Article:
Napalm Death – Time Waits For No Slave Review

It’s neither a secret nor an uncommon opinion that Napalm Death has been on the upswing in the new millennium, starting with the blistering Enemy Of The Music Business back in 2001 and not really slowing down since. The Code Is Red saw a revitalized Napalm in full swing, and Smear Campaign was strong but still paled somewhat against its raging predecessor. That latter disc also featured a few (perhaps unwanted) surprises in the unexpected martial / symphonic intro and the presence of guest vocals by Anneke van Giersbergen (formerly of The Gathering). Whatever your opinion on Smear‘s stylistic twists, it doesn’t matter now because they’re gone from Time Waits For No Slave. Napalm Death is back to doing what Napalm Death is best at doing–kicking your damn ass.

I hear quite a few records, as you can imagine. Maybe one in ten makes me completely stop and stare at my stereo, but within just the first few tracks, Slave had me dialed in, had my attention focused, had a grin on my face and my head and hands and feet moving. There’s a fury on hand for this one, a venom and a fire, that equals the best moments in Napalm‘s storied history, and that’s saying something, considering that this is one of the most pissed-off bands of all time. There’s an anger here, even though often the tempo is scaled back from previous efforts. Even in the mid-tempo moments, there’s a palpable energy that rivals even that of Enemy or Enslavement, those two differing releases that represent this group’s finest hours to these ears. Barney Greenway bellows his vocals with a white-knuckle rage above and beyond even his normal ferocity, and Mitch Harris’ high-pitched screeches fit perfectly against Greenway’s roar. There are a few instances of clean processed vocals that are reminiscent of past tracks like “Breed To Breathe” from Inside The Torn Apart, but mostly, Greenway shouts like a man possessed. As is expected from a modern Napalm Death release, the riffing alternates between grind and death, with some prominent divergences into a more traditional hardcore approach (see the intro to “Life And Limb” or sections of “On The Brink Of Extinction.”). Some riffs are groovy, some frenetic, and some almost melodic; some are Swans-y, dissonant and raw, and yet, no matter what, all of them are positively destructive. Those fans clamoring for a return to pure-and-simple grind won’t be satisfied, but hopefully the increased intensity will compensate for the lack of thirty-second songs and the continued incorporation of the band’s varied influences.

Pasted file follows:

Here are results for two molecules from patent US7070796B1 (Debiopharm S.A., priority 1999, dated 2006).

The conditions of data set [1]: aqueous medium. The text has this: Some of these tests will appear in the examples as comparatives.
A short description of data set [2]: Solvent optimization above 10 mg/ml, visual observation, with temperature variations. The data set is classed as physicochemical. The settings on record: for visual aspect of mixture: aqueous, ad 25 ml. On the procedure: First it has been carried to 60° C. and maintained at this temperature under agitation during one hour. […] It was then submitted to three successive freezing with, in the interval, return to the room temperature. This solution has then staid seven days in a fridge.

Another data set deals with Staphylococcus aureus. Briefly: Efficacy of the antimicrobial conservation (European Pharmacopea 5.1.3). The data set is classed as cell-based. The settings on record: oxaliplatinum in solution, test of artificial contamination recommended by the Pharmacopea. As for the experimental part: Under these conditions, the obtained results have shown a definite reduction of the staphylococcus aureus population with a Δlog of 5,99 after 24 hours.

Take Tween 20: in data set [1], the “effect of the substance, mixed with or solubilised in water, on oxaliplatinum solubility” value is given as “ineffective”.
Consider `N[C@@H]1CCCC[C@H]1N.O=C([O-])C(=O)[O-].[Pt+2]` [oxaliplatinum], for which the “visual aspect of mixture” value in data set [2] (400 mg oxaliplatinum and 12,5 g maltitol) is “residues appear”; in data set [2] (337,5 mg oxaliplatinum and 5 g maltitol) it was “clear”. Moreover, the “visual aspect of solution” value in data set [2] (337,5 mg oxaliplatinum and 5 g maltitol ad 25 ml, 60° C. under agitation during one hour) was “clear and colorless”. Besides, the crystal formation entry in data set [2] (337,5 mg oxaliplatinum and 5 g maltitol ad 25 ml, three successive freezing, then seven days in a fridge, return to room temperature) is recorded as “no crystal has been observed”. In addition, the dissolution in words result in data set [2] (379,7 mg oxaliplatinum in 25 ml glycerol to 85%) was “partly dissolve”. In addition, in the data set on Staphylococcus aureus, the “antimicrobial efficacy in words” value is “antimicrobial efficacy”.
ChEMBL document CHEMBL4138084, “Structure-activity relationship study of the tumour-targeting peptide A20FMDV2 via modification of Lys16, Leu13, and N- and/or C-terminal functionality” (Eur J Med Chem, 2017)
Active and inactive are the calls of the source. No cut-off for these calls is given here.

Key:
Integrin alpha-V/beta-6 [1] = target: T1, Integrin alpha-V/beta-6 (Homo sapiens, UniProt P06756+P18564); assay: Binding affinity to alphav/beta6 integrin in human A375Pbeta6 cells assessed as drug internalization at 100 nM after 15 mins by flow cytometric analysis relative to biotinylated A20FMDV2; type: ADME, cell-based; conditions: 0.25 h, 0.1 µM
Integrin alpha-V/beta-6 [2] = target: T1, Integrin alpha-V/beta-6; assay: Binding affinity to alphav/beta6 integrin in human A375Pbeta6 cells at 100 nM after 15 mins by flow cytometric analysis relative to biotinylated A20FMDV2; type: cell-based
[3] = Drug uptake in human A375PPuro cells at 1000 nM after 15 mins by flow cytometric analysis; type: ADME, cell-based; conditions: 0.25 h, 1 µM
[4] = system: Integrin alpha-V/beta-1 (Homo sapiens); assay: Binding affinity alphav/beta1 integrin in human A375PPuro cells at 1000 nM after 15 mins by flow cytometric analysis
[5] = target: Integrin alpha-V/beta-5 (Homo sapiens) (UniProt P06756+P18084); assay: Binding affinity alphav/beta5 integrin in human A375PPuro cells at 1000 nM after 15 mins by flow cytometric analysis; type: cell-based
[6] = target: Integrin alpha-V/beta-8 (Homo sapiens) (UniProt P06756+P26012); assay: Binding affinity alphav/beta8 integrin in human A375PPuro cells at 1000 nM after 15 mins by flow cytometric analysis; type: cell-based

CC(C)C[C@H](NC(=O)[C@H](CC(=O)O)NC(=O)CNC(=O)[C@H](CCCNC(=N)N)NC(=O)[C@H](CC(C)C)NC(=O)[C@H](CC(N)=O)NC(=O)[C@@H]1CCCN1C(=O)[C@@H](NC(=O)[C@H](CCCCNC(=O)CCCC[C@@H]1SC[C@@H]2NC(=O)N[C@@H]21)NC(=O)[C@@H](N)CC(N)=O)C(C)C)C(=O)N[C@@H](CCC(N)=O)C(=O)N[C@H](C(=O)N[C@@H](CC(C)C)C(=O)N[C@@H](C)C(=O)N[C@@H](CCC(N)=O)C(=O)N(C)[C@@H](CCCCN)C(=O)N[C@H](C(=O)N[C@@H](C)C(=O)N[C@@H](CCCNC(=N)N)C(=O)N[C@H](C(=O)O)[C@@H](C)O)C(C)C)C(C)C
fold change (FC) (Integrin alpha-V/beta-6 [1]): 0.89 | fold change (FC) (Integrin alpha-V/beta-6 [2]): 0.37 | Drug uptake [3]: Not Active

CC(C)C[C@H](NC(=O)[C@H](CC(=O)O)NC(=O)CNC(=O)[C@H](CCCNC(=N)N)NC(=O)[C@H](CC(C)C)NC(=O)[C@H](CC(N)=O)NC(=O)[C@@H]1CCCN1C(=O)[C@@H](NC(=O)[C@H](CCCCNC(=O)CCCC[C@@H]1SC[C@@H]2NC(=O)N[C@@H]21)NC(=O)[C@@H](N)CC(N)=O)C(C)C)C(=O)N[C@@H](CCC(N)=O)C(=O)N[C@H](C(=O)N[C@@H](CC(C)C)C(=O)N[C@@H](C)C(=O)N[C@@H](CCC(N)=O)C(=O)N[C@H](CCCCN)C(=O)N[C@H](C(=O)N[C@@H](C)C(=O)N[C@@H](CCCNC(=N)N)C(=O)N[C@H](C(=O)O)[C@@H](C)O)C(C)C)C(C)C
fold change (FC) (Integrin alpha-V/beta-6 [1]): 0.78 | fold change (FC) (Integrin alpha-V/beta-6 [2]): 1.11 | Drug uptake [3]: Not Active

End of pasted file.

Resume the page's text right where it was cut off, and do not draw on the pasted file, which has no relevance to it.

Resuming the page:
Where Slave succeeds fully is in the songwriting. These tunes are simply the best that Napalm has written in many a moon. The title track, with its tremolo-picked riff that drops into a droning Swans section, is a personal favorite, alongside lead track “Strongarm” and the grooving “Life And Limb.” Aside from a renewed vigor and focus, there’s little in the way of surprises, and I’m okay with that. The dissonant noise bits have been making increasing inroads into the songwriting over the last few records, so even those off-kilter drones aren’t unexpected, although they seem to fit better into the framework of these songs than on past efforts.

All in all, Time Waits For No Slave is a monster, through and through, another entry into one of metal’s most esteemed catalogs and another success from a long-running band approaching the three-decade mark atop a wave of rejuvenation. Slave is vicious and violent, supercharged and superb, unflinching and undeniable. Napalm Death rarely disappoints, but only in a few select instances have they equaled this one. One of the top releases of 2009, hands down, and a good candidate for the top slot on my year-end list.

In fact, it’s so good that I’m tempted to reach up there and switch that one little score a half-point higher, but even as good as Slave is, it’s not perfect. It’s Napalm doing Napalm‘s thing and killing all the way, and while that’s good enough for me, I recognize that it’s not a vast departure from the the band’s tried-and-true formula, just an improvement upon the established norm. So with that in mind, I’ll let that stay a 5.5, and end it here.

Posted by Andrew Edmunds

Last Rites Co-Owner; Senior Editor; born in the cemetery, under the sign of the MOOOOOOON...

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